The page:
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The 3 best business models for a consumer company

The 3 best business models for a consumer company
Photo by Alois Komenda / Unsplash

After bootstrapping a startup in the consumer space (B2C) for 6 years, I’ve learned what makes an effective business model. One of the most critical factors is having recurring revenue.

Here are three business models that provide recurring revenue:

Biz model #1: Subscriptions

Subscriptions are the holy grail of business models. They match the ongoing costs of a business directly with the number of customers, and they are predictable.

Subscriptions work great for ongoing content and for web based SaaS. They can also work really well for apps, but this is trickier to pull off than other categories.

Acquirers are paying insane valuations on recurring businesses – as much as 10x revenue for a really fast-growing business!

But ... there’s one big problem with subscriptions: consumers hate them. So in order to pull off a subscription, your product needs to be used for work or be very high value.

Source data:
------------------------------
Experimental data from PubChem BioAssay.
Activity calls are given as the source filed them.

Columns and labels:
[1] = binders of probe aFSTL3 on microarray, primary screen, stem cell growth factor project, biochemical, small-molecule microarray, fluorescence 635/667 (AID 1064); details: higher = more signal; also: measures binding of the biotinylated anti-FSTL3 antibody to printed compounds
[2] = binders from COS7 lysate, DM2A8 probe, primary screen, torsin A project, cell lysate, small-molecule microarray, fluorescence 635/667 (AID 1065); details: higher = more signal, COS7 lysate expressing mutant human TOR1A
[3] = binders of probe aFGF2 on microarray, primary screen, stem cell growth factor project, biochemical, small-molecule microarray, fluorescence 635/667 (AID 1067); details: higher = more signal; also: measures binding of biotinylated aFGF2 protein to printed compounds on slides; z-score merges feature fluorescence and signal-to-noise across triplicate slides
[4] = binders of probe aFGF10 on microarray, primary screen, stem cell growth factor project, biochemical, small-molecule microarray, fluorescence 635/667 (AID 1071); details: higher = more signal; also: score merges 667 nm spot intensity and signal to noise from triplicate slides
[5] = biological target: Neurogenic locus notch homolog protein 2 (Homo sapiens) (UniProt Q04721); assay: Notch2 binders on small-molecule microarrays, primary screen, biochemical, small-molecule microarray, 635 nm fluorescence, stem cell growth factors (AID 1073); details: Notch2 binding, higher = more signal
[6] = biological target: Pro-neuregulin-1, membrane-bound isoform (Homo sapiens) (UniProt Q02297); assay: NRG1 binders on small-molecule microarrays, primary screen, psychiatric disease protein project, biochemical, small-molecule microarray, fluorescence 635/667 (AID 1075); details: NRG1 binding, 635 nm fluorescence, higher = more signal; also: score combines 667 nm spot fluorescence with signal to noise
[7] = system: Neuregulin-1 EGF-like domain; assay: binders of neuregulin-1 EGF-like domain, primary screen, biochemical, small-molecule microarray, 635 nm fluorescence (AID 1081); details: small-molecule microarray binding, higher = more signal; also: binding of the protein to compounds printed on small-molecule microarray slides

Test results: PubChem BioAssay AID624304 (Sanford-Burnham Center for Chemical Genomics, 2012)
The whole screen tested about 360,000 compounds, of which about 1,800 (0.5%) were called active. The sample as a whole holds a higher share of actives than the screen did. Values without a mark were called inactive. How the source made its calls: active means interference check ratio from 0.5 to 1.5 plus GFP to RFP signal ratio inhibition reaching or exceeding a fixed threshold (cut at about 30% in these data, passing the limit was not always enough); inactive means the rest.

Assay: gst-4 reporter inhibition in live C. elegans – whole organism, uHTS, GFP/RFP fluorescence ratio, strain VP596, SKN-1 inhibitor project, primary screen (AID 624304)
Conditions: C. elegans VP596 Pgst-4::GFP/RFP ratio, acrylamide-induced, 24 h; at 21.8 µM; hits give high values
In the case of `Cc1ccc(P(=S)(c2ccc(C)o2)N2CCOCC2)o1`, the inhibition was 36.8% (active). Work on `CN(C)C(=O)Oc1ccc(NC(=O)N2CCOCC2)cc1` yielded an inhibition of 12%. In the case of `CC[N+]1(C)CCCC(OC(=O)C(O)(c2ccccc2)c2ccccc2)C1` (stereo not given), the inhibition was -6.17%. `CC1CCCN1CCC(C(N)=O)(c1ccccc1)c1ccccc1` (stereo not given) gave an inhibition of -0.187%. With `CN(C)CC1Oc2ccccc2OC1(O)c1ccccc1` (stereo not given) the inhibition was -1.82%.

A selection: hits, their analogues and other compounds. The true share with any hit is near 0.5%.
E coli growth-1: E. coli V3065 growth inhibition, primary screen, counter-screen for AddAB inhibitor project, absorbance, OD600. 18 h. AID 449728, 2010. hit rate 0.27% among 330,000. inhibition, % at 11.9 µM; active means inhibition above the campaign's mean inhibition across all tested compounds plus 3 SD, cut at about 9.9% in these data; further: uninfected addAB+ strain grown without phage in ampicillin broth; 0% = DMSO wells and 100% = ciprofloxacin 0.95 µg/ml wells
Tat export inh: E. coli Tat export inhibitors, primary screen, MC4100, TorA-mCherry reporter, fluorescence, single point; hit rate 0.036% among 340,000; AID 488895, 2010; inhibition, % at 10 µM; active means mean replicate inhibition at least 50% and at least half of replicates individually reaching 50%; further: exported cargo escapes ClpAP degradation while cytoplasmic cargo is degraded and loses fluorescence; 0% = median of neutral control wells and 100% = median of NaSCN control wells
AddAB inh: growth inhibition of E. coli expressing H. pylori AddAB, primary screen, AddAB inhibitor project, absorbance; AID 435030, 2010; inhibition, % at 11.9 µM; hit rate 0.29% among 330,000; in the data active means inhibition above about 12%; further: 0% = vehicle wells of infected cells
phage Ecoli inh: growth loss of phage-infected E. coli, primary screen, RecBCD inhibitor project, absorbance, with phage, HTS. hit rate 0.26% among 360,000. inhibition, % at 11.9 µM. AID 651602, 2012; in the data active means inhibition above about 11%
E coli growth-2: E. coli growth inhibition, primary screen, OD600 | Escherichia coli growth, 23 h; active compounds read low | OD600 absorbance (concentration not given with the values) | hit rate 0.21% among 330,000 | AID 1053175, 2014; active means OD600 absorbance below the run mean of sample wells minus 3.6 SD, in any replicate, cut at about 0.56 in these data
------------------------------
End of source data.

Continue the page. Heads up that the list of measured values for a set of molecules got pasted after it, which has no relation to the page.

Biz model #2: Consumables

When you hear consumables, you’re probably thinking in-app purchases. However, consumables are actually more common as physical goods.

Many of the everyday items we use run out or wear out – like food, soap, shoes, and tools. Other items, like home furnishings and clothes, last a long time but styles change. All of these are consumables and recurring purchases.

People are more likely to purchase consumables than an ongoing subscription, particularly for long-lasting products and lower value items. This makes them a great alternativee to subscriptions.

Biz model #3: High cost one-time purchases

If subscriptions aren’t a fit, and you don’t have a consumable good, what's the alternative?

One-time purchases. But it isn't recurring revenue?! Hear me out...

Here’s a dirty secret of B2C subscriptions: Churn can be incredibly high, annual churn can be 50% or greater! So subscribers don't last forever.

For example, if a subscriber lasts 2 years (50% churn):

  • 2 years on a $50 annual subscription: 2 * $50 = $100
  • A one-time purchase of $150

By pricing your product greater ($150) than the lifetime value ($100) of a subscriber, you make more selling a one-time purchase! 🤯

Now, true recurring revenue is still better, but one-time purchases are an option to get started. Just know you'll eventually want to build a second product with a better business model.